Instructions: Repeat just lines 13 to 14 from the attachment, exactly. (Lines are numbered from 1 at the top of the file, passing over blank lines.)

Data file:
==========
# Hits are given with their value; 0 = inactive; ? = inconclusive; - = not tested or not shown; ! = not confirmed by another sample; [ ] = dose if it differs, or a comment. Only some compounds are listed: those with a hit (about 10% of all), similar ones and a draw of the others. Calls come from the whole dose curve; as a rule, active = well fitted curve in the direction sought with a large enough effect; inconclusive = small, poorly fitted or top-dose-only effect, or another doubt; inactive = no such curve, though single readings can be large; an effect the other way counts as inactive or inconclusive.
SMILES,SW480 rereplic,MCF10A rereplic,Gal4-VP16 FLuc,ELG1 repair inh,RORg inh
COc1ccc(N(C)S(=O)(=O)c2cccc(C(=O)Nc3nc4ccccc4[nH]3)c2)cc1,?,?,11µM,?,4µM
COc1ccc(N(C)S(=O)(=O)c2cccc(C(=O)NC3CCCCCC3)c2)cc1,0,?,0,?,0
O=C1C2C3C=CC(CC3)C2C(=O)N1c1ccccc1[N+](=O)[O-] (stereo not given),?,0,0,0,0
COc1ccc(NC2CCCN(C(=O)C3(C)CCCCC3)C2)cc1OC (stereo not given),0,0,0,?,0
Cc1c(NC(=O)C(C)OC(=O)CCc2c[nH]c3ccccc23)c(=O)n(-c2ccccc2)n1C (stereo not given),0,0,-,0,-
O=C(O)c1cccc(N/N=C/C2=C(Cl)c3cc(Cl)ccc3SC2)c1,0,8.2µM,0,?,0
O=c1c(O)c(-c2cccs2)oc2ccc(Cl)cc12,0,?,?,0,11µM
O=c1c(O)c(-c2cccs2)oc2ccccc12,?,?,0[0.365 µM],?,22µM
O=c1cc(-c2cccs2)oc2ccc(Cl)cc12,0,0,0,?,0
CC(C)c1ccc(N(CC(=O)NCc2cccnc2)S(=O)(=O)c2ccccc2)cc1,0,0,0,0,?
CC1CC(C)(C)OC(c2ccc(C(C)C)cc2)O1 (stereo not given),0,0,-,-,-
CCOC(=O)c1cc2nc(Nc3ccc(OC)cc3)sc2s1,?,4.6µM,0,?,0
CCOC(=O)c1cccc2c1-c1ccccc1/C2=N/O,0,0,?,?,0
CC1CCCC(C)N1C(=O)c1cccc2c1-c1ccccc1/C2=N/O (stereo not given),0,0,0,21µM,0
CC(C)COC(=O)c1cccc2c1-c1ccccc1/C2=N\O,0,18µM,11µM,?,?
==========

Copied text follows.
CC1CC(C)(C)OC(c2ccc(C(C)C)cc2)O1 (stereo not given),0,0,-,-,-
CCOC(=O)c1cc2nc(Nc3ccc(OC)cc3)sc2s1,?,4.6µM,0,?,0